Archive for July, 2009

shockvertising.

Great utilization of outdoor advertising beyond the confines of the given space. Pricey, but awesome. I wouldn’t be able to use shockervertising, but I just love the message this drives for a gym!

funny-viacom-billboard-ad1-300x180

July 22, 2009 at 12:34 am Leave a comment

if i was art.

Sometimes I wonder if I could ever get a whole gallery dedicated to art work of me? Narcistic? You betcha.

ifiwasart

July 22, 2009 at 12:18 am Leave a comment

streetie graffiti.

I am not a fan of defacing other’s properties, but this artist’s work really caught my eye. Identity unknown, “Banksy” produces art that are often satirical on topics such as politics, culture, and ethics. Banksy’s work derived from the Bristol (UK) underground scene and has been seen throughout the world.

bansky

banksy-media

bansky_paris

Famed for his provactive work, Bristol Museum collaborated with Banksy on an exhibit that showed the end of the world as he sees it. You won’t see him on opening nights signing autographs since he functions under anonymity. Brilliant work. I also included a link from Wikipedia as there’s so much to share.

July 10, 2009 at 9:42 pm Leave a comment

leak speak.

I love it when I see innovative ways to get the message across to consumers. Here are some of my favorites. Enjoy!

economistbillboard

diaper_fsi_ad_2
bic-razor-300x197

July 8, 2009 at 10:33 pm Leave a comment

going to market.

I thought I’d write this since some of my friends who find themselves newly single forgot how to get back into the “market” for “prospects”. So here is a parallel between marketing and courtship I’d like to emphasize to my friends:

  • Think about yourself as an overall product. What do you have to offer that is more compelling than your competitors? What is your FAB (features, advantages, and benefits)?
  • What is your market share strategy? Is it to obtain the most market share as possible, or is it to be as profitable with a niche market share? If you go for the mass, your profit margin is lower and you’ll require more volume to make up for that profit. Or you can laser focus on a niche market and focus on getting the maximum profit from this niche?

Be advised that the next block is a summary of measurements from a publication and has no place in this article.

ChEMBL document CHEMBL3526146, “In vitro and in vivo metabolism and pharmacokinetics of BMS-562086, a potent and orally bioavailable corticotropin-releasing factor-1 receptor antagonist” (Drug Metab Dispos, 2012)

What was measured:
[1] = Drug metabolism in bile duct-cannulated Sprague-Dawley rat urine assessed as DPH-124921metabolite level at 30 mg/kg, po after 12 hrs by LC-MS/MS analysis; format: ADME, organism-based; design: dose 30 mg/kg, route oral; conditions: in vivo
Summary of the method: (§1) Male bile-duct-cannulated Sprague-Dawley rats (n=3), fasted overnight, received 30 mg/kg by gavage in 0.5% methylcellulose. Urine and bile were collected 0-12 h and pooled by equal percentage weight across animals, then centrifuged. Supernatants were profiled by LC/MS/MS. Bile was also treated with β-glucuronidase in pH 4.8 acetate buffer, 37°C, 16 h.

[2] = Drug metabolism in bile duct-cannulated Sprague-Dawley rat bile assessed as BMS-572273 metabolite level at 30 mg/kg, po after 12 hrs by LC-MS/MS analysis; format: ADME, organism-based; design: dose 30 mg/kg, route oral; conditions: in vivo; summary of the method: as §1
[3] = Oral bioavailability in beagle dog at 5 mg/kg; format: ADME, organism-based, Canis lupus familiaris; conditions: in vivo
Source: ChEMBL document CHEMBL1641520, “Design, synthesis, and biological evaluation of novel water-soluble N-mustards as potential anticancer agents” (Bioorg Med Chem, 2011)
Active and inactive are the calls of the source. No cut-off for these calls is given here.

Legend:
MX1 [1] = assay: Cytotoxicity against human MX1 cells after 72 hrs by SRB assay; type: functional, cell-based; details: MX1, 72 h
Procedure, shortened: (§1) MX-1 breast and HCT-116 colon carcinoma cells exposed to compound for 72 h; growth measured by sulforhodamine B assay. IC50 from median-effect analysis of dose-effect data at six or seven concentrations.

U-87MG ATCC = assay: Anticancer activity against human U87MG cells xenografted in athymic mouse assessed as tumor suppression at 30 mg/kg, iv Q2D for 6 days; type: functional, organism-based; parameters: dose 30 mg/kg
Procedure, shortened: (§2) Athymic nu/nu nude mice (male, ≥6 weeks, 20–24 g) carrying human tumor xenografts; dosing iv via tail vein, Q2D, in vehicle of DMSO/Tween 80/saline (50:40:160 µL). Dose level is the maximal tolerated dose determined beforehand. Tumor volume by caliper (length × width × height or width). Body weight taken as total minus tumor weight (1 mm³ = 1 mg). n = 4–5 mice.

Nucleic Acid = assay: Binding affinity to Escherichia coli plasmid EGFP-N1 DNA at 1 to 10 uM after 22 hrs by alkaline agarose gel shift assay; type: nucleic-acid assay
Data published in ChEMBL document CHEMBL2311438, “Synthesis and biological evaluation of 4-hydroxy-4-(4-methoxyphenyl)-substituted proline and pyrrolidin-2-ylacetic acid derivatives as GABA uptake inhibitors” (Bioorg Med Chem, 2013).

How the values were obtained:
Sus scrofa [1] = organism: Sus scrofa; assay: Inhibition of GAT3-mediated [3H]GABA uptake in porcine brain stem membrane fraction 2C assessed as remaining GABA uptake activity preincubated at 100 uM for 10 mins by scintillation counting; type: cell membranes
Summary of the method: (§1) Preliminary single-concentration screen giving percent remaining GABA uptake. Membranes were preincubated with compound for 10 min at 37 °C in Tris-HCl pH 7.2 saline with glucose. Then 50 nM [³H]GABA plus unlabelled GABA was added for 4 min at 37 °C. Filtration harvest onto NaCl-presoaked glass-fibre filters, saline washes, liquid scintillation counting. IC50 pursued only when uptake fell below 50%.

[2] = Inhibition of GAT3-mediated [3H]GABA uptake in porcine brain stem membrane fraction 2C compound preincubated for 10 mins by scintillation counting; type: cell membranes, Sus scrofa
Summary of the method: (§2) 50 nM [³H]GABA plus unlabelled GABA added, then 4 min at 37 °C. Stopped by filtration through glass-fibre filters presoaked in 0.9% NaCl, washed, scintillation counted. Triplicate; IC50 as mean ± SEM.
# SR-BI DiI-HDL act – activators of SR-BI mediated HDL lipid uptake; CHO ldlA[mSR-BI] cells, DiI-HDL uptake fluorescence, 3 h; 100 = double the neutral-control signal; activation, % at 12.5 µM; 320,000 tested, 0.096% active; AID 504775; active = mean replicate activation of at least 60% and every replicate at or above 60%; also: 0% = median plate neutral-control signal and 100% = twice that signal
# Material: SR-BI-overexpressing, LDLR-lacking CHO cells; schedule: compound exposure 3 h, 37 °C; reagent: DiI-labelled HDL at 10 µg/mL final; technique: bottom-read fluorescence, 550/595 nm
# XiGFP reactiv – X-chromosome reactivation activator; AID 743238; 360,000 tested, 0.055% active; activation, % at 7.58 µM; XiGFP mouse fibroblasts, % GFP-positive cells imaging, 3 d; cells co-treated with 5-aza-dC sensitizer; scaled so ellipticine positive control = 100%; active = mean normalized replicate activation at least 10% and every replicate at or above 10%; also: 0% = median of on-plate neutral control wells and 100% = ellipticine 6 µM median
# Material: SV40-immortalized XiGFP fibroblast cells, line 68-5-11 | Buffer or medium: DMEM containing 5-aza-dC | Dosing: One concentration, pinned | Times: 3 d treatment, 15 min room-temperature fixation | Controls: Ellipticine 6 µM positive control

• Are you making yourself visible to your target market, or are you just hoping they will miracleously appear or come through word of mouth? What is your awareness strategy to your target market? And vice versa, are you constantly where your desired market is not?
  • Word of mouth and testimonials make it easier for your prospect to make a purchase decision. Do you have a program in place to constantly solicit for testimonials and word of mouth recommendations? Remember that as much as a third of your business could come from referrals. Have you worked this network?
  • With regards to what you are providing as a product, how are you pricing yourself? Will you hold steady on what you feel the product is worth or will you desparately discount your price because you are reacting to slower times?
  • Remember that once your prospect decides to move forward in the purchase decision, how are you retaining that customer to keep them engaged and loyal? How have you been executing your brand promise?
  • Are you constantly building your brand equity?
  • Do you have a program to reward your most loyal customers to let them know how much you appreciate their business? At the end of the day, it’s about customer loyalty.

I hope this helps shed light on the game for those going out to “market”. Enjoy!

July 4, 2009 at 2:31 pm Leave a comment

the price is right.

Let’s face it, most businesses are struggling with profitability. Faced with reduced volume or traffic, businesses make knee-jerk reactions and immediately lower their prices, in hopes of recovering profitability with more volume. Granted, business where consumers are price sensitive will fare better in these tough times, but when your product is a high value product- you should think about your long term growth strategy.

This is from an oldie, but goldie, article from Harvard. Some highlights:

  • Price cuts now may affect your company’s profitability when the upturn occurs
  • When economic storm clouds gather, trim your production levels, postpone expansion plans that aren’t absolutely vital to your future growth
  • Remember the big picture
  • Price cuts not backed by cost reductions often lead to competitive counterattacks, which erode profitability
  • Adjust your sales goals
  • To encourage your sales team to not discount, incent them on contribution to profitability and/or customer equity, not just on sales volume
  • Successful companies have CEOs who are very involved with a well-developed pricing strategy at the beginning of the strategic process, and who empower pricing managers to be tyrants about the execution of that strategy

Read full article here.

July 4, 2009 at 2:46 am Leave a comment


blog.


Wonders and musings by Christina Gunn. Also, a collection of some of the most innovative minds in strategic marketing to invoke action and collaboration.

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seize the day.

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